world not only all the virtues that we knew her to be possessed of, but virtues that we thought she lacked. These are some of the reasons which at all events influence me. It was a day of joy for us of French origin when England and France, who have done so much to bring civilization to the high plane it has reached, at last put an end to their .quarrels, buried, and buried forever, their old enmities, and proclaimed to the world their never-ending friendship. That day, the last pang of bitterness passed away, and there arose new hopes and new aspirations to nobler and broader views.
But there came days of anxiety. As was well said the other day in a most admirable speech by my hon. friend from Kamouraska (Mr. Lapointe), on the 28th of July, 1914, when Germany declared war on France, there seemed to be hesitation on the part of England, and doubt as to whether or not the entente cordiale was anything but a broken reed. Anxiety there was as to what seemed to be hesitation. But there was no hesitation on the part of England. It must be remembered that Great Britain is a democratic country, and that in all democracies public opinion is the last supreme arbiter. There has been for the last sixty years in England a party of peace-a party of peace at any price-which was represented in the Cabinet, and before the Cabinet could declare war they had a .ministerial crisis. Two important members of the Government, Lord Morley and John Burns, declined to serve and they resigned rather than participate in the policy adopted by the British Government. But, as was stated by my hon. friend from Kamouraska, the moment England declared war upon Germany, anxiety was replaced by enthusiasm, and from that day every Canadian of French origin, worthy of his origin, has stood behind England in the war.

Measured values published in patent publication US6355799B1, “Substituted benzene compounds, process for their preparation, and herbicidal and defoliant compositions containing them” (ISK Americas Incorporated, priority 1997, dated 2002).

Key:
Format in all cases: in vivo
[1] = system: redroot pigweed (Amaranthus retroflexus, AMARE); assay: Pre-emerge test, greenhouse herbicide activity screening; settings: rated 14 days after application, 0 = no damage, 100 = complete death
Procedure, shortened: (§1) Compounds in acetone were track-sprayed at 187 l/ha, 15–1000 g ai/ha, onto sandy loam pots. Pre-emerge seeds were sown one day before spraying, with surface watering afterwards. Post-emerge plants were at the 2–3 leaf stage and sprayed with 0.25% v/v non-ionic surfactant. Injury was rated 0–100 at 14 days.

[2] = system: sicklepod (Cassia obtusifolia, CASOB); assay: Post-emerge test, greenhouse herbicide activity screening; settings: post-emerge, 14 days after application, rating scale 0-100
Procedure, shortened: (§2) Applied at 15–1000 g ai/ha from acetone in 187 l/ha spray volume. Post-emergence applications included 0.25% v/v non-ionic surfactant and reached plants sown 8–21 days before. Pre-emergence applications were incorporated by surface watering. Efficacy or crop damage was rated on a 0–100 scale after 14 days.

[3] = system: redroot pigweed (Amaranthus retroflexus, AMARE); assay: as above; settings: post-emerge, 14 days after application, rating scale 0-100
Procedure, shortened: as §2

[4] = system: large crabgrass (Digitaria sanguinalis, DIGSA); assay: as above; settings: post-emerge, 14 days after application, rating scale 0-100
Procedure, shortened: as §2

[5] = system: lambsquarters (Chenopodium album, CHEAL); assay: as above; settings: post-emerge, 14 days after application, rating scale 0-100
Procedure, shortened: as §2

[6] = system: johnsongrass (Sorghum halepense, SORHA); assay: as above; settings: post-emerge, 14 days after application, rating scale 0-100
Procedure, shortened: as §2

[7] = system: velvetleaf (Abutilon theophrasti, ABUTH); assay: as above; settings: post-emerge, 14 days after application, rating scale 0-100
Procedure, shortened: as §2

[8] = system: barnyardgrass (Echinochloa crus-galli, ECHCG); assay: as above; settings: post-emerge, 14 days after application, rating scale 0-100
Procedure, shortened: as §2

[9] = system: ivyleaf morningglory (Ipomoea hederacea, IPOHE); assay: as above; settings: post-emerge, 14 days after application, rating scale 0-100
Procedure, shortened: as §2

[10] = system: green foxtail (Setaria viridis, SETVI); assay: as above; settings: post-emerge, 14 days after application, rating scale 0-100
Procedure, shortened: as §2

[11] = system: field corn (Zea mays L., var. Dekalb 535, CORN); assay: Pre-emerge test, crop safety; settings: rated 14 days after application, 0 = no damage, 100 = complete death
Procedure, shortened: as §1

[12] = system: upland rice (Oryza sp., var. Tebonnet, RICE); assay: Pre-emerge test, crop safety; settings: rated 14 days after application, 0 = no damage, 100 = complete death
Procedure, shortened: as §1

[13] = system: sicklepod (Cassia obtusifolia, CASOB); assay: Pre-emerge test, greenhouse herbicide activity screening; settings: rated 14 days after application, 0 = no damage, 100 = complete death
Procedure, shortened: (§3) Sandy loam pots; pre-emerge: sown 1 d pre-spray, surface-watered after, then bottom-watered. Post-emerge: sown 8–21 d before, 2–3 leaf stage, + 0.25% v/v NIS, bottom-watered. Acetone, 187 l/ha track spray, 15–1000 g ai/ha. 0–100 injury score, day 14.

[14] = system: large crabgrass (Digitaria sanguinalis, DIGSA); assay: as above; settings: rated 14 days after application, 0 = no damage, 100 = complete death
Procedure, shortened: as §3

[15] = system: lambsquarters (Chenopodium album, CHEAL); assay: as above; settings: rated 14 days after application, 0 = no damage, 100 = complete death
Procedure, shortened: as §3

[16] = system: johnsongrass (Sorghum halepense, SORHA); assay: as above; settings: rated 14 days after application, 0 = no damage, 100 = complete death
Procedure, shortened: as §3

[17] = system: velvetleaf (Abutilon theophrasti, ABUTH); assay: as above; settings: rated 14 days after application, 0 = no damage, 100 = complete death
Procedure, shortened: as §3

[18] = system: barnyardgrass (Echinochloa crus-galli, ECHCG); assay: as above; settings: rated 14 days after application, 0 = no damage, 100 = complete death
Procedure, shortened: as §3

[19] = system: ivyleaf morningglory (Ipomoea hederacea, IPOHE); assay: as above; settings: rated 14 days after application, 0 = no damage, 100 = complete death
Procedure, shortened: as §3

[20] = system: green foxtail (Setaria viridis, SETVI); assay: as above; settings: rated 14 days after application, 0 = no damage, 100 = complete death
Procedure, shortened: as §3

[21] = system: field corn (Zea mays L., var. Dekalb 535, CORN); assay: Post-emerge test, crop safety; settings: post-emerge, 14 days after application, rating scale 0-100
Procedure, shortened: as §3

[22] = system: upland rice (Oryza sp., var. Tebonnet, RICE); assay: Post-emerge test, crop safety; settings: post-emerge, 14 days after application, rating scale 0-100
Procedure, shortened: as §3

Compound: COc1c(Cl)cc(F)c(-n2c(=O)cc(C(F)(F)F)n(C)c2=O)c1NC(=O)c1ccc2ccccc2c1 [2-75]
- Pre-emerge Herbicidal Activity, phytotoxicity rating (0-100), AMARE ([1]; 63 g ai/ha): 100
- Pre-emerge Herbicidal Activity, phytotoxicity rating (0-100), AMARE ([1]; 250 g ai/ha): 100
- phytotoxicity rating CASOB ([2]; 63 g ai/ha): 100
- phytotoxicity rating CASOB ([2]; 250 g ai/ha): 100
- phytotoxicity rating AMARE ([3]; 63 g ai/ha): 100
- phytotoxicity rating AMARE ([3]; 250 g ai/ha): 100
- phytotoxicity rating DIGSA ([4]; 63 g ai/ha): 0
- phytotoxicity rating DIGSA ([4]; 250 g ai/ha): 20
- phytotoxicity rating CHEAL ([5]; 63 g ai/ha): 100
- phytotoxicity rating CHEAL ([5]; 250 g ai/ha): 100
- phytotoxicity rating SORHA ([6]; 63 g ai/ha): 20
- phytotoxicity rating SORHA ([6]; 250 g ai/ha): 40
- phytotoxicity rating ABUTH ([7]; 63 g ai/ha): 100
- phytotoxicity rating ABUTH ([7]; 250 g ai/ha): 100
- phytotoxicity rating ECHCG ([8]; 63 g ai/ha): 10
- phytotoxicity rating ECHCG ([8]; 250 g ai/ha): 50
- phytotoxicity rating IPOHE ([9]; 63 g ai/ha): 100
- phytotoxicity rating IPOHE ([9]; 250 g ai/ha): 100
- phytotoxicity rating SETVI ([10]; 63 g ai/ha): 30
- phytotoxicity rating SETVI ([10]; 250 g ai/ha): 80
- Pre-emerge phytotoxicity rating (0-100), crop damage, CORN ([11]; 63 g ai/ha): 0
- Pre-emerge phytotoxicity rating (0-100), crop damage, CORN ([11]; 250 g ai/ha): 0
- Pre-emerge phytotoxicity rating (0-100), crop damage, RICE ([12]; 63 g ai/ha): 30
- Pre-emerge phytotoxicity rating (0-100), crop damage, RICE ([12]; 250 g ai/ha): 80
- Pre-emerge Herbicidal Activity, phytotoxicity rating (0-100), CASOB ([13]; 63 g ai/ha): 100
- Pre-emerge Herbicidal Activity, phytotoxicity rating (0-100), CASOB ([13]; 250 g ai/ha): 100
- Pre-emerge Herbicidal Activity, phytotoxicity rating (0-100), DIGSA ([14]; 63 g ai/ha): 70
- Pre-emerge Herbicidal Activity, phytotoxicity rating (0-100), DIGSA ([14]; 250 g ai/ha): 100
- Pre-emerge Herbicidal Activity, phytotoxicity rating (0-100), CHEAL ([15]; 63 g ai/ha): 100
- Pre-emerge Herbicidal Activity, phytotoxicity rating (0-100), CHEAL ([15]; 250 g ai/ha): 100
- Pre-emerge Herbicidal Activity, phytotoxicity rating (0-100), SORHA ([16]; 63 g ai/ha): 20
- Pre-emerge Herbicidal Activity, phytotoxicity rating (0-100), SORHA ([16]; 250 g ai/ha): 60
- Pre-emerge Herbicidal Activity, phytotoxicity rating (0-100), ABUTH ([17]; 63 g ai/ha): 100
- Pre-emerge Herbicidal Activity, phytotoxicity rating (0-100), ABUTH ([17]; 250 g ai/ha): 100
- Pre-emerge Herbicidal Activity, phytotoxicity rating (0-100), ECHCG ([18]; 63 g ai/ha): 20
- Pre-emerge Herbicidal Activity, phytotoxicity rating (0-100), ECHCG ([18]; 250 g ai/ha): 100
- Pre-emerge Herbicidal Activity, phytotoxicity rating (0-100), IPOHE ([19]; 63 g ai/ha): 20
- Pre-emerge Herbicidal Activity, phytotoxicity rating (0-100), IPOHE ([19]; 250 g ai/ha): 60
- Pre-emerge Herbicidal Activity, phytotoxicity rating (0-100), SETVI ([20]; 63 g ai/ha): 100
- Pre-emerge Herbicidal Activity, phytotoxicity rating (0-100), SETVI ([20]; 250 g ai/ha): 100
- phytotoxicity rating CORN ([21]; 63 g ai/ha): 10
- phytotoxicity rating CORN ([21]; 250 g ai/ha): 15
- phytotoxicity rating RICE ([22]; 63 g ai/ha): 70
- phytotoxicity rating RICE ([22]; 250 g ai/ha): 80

But that is not all. When our troops crossed the seas what was their mission, what was their object, where were they to go? Their mission and their object was to go to France, to fight for France, nay, if need be, to die for France and,-I do not know whether I should say it in joy or sorrow-thousands of them, and more of British origin than of French origin, have given to France the last measure of their devotion, and have died for her.
Yet, that is notv all. It is a fact well established by the testimony of history that there is no greater' bond of union between men than danger met and supported in common. Men there are to-day in France,